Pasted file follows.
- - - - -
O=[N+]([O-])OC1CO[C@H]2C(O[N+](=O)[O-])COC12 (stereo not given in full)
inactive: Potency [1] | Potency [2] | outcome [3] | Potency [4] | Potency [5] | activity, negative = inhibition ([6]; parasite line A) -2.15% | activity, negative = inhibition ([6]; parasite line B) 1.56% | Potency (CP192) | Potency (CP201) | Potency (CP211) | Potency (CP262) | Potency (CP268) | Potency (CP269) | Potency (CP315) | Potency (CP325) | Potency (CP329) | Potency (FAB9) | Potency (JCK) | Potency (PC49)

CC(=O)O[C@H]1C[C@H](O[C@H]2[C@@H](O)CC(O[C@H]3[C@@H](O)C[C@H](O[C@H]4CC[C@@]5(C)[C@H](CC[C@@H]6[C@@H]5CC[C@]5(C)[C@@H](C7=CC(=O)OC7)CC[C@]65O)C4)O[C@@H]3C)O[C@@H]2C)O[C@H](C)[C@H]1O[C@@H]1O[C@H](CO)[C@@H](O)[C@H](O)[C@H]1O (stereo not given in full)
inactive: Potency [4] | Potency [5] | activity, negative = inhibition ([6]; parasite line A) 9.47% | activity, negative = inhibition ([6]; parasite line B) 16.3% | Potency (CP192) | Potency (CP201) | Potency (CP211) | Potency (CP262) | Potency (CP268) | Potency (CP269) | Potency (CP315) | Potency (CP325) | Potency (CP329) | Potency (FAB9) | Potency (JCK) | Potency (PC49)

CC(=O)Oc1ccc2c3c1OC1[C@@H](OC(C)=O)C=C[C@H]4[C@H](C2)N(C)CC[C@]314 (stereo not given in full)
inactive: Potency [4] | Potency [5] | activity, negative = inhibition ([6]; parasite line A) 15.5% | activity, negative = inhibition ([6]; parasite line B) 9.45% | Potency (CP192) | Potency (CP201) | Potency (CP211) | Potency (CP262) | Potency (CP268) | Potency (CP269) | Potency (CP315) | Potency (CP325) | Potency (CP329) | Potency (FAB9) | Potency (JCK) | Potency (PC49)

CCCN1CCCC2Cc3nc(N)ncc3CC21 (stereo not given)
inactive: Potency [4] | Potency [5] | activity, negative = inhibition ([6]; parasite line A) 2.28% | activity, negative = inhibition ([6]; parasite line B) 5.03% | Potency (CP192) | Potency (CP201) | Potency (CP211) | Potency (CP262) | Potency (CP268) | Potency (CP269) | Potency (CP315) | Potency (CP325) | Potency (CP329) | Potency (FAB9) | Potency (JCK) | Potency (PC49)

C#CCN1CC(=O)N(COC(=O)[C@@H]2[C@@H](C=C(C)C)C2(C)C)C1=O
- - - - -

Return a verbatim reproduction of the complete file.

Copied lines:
O=[N+]([O-])OC1CO[C@H]2C(O[N+](=O)[O-])COC12 (stereo not given in full)
inactive: Potency [1] | Potency [2] | outcome [3] | Potency [4] | Potency [5] | activity, negative = inhibition ([6]; parasite line A) -2.15% | activity, negative = inhibition ([6]; parasite line B) 1.56% | Potency (CP192) | Potency (CP201) | Potency (CP211) | Potency (CP262) | Potency (CP268) | Potency (CP269) | Potency (CP315) | Potency (CP325) | Potency (CP329) | Potency (FAB9) | Potency (JCK) | Potency (PC49)

CC(=O)O[C@H]1C[C@H](O[C@H]2[C@@H](O)CC(O[C@H]3[C@@H](O)C[C@H](O[C@H]4CC[C@@]5(C)[C@H](CC[C@@H]6[C@@H]5CC[C@]5(C)[C@@H](C7=CC(=O)OC7)CC[C@]65O)C4)O[C@@H]3C)O[C@@H]2C)O[C@H](C)[C@H]1O[C@@H]1O[C@H](CO)[C@@H](O)[C@H](O)[C@H]1O (stereo not given in full)
inactive: Potency [4] | Potency [5] | activity, negative = inhibition ([6]; parasite line A) 9.47% | activity, negative = inhibition ([6]; parasite line B) 16.3% | Potency (CP192) | Potency (CP201) | Potency (CP211) | Potency (CP262) | Potency (CP268) | Potency (CP269) | Potency (CP315) | Potency (CP325) | Potency (CP329) | Potency (FAB9) | Potency (JCK) | Potency (PC49)

CC(=O)Oc1ccc2c3c1OC1[C@@H](OC(C)=O)C=C[C@H]4[C@H](C2)N(C)CC[C@]314 (stereo not given in full)
inactive: Potency [4] | Potency [5] | activity, negative = inhibition ([6]; parasite line A) 15.5% | activity, negative = inhibition ([6]; parasite line B) 9.45% | Potency (CP192) | Potency (CP201) | Potency (CP211) | Potency (CP262) | Potency (CP268) | Potency (CP269) | Potency (CP315) | Potency (CP325) | Potency (CP329) | Potency (FAB9) | Potency (JCK) | Potency (PC49)

CCCN1CCCC2Cc3nc(N)ncc3CC21 (stereo not given)
inactive: Potency [4] | Potency [5] | activity, negative = inhibition ([6]; parasite line A) 2.28% | activity, negative = inhibition ([6]; parasite line B) 5.03% | Potency (CP192) | Potency (CP201) | Potency (CP211) | Potency (CP262) | Potency (CP268) | Potency (CP269) | Potency (CP315) | Potency (CP325) | Potency (CP329) | Potency (FAB9) | Potency (JCK) | Potency (PC49)

C#CCN1CC(=O)N(COC(=O)[C@@H]2[C@@H](C=C(C)C)C2(C)C)C1=O